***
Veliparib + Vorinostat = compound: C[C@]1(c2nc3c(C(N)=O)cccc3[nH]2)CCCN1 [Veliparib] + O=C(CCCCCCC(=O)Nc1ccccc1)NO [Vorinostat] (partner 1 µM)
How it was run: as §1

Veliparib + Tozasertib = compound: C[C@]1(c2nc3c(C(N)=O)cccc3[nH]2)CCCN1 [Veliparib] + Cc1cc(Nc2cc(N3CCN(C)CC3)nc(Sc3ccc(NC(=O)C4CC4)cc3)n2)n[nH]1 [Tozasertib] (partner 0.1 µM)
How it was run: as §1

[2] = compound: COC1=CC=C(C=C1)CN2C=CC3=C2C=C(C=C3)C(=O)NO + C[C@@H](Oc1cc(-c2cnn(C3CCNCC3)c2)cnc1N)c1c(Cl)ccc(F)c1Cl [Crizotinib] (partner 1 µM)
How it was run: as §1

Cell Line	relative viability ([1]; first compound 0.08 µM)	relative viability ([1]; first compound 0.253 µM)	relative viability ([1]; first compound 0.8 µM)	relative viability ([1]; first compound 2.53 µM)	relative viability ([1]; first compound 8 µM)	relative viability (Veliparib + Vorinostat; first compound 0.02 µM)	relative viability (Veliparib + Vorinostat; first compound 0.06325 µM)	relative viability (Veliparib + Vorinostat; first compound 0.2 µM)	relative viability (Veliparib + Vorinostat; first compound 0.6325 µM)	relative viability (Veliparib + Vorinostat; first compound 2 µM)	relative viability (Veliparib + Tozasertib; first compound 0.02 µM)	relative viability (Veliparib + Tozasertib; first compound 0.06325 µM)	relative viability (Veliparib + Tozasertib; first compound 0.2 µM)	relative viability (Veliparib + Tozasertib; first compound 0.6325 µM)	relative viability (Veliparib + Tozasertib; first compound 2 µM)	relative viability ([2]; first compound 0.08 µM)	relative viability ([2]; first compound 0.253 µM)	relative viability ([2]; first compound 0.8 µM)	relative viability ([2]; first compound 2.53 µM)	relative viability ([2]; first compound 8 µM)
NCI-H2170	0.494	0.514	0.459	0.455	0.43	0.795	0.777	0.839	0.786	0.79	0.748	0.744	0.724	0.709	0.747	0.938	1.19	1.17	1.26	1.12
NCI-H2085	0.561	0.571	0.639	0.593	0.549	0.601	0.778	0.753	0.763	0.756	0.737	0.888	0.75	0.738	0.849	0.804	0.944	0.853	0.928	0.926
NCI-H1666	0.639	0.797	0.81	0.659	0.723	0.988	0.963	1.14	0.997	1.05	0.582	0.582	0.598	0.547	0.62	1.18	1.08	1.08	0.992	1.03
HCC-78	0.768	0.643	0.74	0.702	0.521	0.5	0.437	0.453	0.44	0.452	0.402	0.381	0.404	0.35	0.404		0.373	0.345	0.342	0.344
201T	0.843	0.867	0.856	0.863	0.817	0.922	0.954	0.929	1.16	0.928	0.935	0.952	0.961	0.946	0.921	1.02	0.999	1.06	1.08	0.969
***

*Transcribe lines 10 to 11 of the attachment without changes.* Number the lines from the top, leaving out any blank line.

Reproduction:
NCI-H1666	0.639	0.797	0.81	0.659	0.723	0.988	0.963	1.14	0.997	1.05	0.582	0.582	0.598	0.547	0.62	1.18	1.08	1.08	0.992	1.03
HCC-78	0.768	0.643	0.74	0.702	0.521	0.5	0.437	0.453	0.44	0.452	0.402	0.381	0.404	0.35	0.404		0.373	0.345	0.342	0.344